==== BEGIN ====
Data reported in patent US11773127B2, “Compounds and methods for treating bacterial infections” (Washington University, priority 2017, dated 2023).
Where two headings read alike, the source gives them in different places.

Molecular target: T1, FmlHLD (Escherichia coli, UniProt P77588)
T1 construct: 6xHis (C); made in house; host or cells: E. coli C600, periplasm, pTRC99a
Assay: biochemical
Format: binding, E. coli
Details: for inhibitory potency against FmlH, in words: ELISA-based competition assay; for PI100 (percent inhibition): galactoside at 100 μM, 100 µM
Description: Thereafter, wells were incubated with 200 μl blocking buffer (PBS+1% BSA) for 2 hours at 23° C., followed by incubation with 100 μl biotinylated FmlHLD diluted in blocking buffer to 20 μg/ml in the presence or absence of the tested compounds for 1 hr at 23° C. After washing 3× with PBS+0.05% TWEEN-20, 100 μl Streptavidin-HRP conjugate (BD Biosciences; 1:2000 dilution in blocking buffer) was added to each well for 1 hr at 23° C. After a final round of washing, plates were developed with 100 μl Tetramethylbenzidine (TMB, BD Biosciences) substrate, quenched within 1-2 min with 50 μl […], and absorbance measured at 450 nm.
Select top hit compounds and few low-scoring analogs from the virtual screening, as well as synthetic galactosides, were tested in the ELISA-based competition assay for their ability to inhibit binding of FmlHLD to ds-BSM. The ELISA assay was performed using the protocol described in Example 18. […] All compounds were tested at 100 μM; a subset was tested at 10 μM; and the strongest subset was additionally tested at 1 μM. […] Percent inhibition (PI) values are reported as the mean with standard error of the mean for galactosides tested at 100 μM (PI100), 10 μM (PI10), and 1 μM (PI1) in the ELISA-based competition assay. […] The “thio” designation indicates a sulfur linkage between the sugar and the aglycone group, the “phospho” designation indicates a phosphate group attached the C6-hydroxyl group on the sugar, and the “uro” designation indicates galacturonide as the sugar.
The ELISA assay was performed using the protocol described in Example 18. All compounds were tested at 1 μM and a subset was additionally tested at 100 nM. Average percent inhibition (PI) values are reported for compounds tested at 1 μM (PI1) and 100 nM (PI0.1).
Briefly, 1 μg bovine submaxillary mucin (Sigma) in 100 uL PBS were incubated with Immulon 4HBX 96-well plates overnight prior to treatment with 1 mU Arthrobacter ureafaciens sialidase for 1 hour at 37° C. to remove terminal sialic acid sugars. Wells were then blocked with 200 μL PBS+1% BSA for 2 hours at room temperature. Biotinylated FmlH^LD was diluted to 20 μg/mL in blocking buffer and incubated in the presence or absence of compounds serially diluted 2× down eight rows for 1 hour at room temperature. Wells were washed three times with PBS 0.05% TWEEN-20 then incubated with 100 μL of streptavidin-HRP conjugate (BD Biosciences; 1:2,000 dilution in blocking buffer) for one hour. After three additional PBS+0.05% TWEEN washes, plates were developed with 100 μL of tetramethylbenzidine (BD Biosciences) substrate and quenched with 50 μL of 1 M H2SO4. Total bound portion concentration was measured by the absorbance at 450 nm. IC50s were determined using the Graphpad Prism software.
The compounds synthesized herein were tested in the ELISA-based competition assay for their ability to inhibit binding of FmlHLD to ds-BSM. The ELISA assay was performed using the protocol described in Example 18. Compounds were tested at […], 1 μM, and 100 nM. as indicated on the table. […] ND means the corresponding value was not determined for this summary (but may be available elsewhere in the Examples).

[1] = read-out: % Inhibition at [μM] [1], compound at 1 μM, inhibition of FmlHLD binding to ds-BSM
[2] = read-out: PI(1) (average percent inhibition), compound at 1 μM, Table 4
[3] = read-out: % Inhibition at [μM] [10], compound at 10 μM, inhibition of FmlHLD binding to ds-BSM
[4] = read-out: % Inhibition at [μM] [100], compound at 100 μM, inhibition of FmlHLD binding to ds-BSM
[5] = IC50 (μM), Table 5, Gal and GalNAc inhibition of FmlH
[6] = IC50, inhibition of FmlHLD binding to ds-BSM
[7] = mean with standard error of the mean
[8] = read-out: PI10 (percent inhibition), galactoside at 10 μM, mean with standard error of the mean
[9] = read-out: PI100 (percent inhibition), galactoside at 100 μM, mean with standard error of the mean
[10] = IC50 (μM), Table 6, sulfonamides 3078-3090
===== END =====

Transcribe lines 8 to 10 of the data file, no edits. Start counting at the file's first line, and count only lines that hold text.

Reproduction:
Description: Thereafter, wells were incubated with 200 μl blocking buffer (PBS+1% BSA) for 2 hours at 23° C., followed by incubation with 100 μl biotinylated FmlHLD diluted in blocking buffer to 20 μg/ml in the presence or absence of the tested compounds for 1 hr at 23° C. After washing 3× with PBS+0.05% TWEEN-20, 100 μl Streptavidin-HRP conjugate (BD Biosciences; 1:2000 dilution in blocking buffer) was added to each well for 1 hr at 23° C. After a final round of washing, plates were developed with 100 μl Tetramethylbenzidine (TMB, BD Biosciences) substrate, quenched within 1-2 min with 50 μl […], and absorbance measured at 450 nm.
Select top hit compounds and few low-scoring analogs from the virtual screening, as well as synthetic galactosides, were tested in the ELISA-based competition assay for their ability to inhibit binding of FmlHLD to ds-BSM. The ELISA assay was performed using the protocol described in Example 18. […] All compounds were tested at 100 μM; a subset was tested at 10 μM; and the strongest subset was additionally tested at 1 μM. […] Percent inhibition (PI) values are reported as the mean with standard error of the mean for galactosides tested at 100 μM (PI100), 10 μM (PI10), and 1 μM (PI1) in the ELISA-based competition assay. […] The “thio” designation indicates a sulfur linkage between the sugar and the aglycone group, the “phospho” designation indicates a phosphate group attached the C6-hydroxyl group on the sugar, and the “uro” designation indicates galacturonide as the sugar.
The ELISA assay was performed using the protocol described in Example 18. All compounds were tested at 1 μM and a subset was additionally tested at 100 nM. Average percent inhibition (PI) values are reported for compounds tested at 1 μM (PI1) and 100 nM (PI0.1).